New grant will fund study on preemption's effects on health, economic disparities in Kansas City

LAWRENCE — Knowing that economic and racial disparities are correlated with poor health and lower life expectancy, in 2015 Kansas City area policymakers tried to increase the local minimum wage. Yet, after the Kansas City Council passed its ordinance, the Missouri Legislature countered with a bill restricting local governments from setting a higher local minimum wage than the state.

This one example highlights the legal doctrine known as preemption, the ability of a higher authority of law to override the decisions of a lower one – in this case, the precedence of state laws to override local policy.

Stoplight at Troost Avenue in Kansas City, Missouri
Photo credit: Chris Koliba

The Robert Wood Johnson Foundation and the Urban Institute’s Policies for Action program has awarded more than $382,000 to researchers at the University of Kansas and the National Academy of Public Administration for a study of how such preemptive public policies may be contributing to economic insecurity and health inequities in the Kansas City area. The research team will use policy narrative analysis and participatory modeling to study how state preemption affects the economic, housing and health insecurities of communities of color in Kansas City.

Sharp economic disparities exist in the Kansas City area. U.S. Census Bureau data shows that homeownership rates for white residents are 3 to 5 times higher than rates of Black homeowners and that the average annual income of Black workers is 19-27% less than weekly wages for white workers in the region. An Urban Institute report shows that economic hardship is correlated to poor health, and these gaps contribute to stark health disparities in the region. The City Health Dashboard reports the average lifespan for Black residents is between 4.5 and 6.2 years shorter than the average lifespan for white residents.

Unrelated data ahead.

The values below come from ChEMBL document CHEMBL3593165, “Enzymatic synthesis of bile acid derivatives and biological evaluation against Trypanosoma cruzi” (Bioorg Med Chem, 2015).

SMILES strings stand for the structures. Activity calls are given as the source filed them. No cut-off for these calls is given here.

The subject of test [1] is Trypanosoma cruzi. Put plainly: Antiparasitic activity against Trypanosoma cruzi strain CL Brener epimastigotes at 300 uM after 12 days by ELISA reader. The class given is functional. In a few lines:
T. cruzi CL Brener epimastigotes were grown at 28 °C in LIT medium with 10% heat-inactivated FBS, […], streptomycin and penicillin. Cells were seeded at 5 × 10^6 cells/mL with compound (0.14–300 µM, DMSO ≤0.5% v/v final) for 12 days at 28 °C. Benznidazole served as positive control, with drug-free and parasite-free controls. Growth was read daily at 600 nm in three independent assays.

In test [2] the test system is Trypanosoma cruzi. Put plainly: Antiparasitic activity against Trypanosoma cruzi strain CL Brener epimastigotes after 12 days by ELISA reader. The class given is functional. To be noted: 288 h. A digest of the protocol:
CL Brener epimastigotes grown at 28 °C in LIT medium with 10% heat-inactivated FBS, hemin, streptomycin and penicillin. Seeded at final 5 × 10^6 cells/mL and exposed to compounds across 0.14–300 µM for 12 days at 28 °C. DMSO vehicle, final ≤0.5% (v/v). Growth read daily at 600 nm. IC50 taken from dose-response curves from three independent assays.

Chris Koliba, Edwin O. Stene Distinguished Professor of Public Administration, Policy & Governance in the School of Public Affairs & Administration at KU, and Nancy Augustine, director of the Center for Intergovernmental Partnerships at the National Academy of Public Administration, will lead the study.

“We are excited that the Robert Wood Johnson Foundation saw fit to award us this grant to develop a better understanding of the ‘narrative ecosystem’ shaping the policy debates regarding state preemption and locally generated responses to health, wage and housing disparities in the K.C. metro region,” Koliba said. “We hope to surface how policymakers, advocates and those most impacted by state preemption narrate why and how these policy actions are impacting wage earners, employers, renters and landlords.”

The research team will engage members of the community, advocacy groups and service providers to learn how they think about policies that disproportionately affect communities of color.

“We hope to share the different ‘narrative ecosystems’ surrounding these policy actions with those most impacted by them by partnering with community-based organizations serving communities of color in the region,” Koliba said. 

In addition, the partnership between Koliba and Augustine as principal investigators for this project reflects a new direction for the National Academy of Public Administration. The academy supports federal, state, local and tribal governments and other organizations through research and resources.

“The relationship between local, state and federal decision-makers is a critically important area of study as communities seek to improve public health and economic outcomes,” said Terry Gerton, president and CEO of the National Academy of Public Administration. “The more we understand about how preemption impacts everyday people, the better equipped governments at all levels will be to work towards solutions that empower everyone. We’re excited to partner with the University of Kansas on this important work.”

The Institute for Policy & Social Research supported the proposal and will manage the project.

Thu, 05/23/2024


Carolyn Caine

Media Contacts

Carolyn Caine

Institute for Policy & Social Research